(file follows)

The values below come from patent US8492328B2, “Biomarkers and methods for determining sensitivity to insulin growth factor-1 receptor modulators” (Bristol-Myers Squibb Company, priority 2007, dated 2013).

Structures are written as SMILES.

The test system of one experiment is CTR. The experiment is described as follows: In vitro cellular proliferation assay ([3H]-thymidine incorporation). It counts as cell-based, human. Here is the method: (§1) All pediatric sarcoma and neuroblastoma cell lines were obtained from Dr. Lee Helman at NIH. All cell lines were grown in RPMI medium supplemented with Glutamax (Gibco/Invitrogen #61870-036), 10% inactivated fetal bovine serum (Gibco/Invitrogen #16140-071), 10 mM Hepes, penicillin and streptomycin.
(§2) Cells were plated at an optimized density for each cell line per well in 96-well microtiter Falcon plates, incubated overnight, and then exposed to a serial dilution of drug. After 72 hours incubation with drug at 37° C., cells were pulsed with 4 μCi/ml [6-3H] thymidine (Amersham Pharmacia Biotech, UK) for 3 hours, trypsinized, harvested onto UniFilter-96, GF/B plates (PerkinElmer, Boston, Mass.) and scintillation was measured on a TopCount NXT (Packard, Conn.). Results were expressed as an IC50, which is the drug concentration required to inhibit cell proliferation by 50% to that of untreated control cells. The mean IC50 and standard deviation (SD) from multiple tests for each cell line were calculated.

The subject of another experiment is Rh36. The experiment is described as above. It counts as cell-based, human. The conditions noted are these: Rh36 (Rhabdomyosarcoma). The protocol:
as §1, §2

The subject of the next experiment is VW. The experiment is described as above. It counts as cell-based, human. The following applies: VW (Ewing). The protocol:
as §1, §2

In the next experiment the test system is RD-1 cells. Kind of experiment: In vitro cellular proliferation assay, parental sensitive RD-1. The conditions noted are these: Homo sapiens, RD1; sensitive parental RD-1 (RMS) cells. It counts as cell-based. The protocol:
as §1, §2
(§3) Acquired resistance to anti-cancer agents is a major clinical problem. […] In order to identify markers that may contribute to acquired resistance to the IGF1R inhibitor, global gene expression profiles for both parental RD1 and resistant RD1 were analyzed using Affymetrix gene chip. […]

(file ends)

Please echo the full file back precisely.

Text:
The values below come from patent US8492328B2, “Biomarkers and methods for determining sensitivity to insulin growth factor-1 receptor modulators” (Bristol-Myers Squibb Company, priority 2007, dated 2013).

Structures are written as SMILES.

The test system of one experiment is CTR. The experiment is described as follows: In vitro cellular proliferation assay ([3H]-thymidine incorporation). It counts as cell-based, human. Here is the method: (§1) All pediatric sarcoma and neuroblastoma cell lines were obtained from Dr. Lee Helman at NIH. All cell lines were grown in RPMI medium supplemented with Glutamax (Gibco/Invitrogen #61870-036), 10% inactivated fetal bovine serum (Gibco/Invitrogen #16140-071), 10 mM Hepes, penicillin and streptomycin.
(§2) Cells were plated at an optimized density for each cell line per well in 96-well microtiter Falcon plates, incubated overnight, and then exposed to a serial dilution of drug. After 72 hours incubation with drug at 37° C., cells were pulsed with 4 μCi/ml [6-3H] thymidine (Amersham Pharmacia Biotech, UK) for 3 hours, trypsinized, harvested onto UniFilter-96, GF/B plates (PerkinElmer, Boston, Mass.) and scintillation was measured on a TopCount NXT (Packard, Conn.). Results were expressed as an IC50, which is the drug concentration required to inhibit cell proliferation by 50% to that of untreated control cells. The mean IC50 and standard deviation (SD) from multiple tests for each cell line were calculated.

The subject of another experiment is Rh36. The experiment is described as above. It counts as cell-based, human. The conditions noted are these: Rh36 (Rhabdomyosarcoma). The protocol:
as §1, §2

The subject of the next experiment is VW. The experiment is described as above. It counts as cell-based, human. The following applies: VW (Ewing). The protocol:
as §1, §2

In the next experiment the test system is RD-1 cells. Kind of experiment: In vitro cellular proliferation assay, parental sensitive RD-1. The conditions noted are these: Homo sapiens, RD1; sensitive parental RD-1 (RMS) cells. It counts as cell-based. The protocol:
as §1, §2
(§3) Acquired resistance to anti-cancer agents is a major clinical problem. […] In order to identify markers that may contribute to acquired resistance to the IGF1R inhibitor, global gene expression profiles for both parental RD1 and resistant RD1 were analyzed using Affymetrix gene chip. […]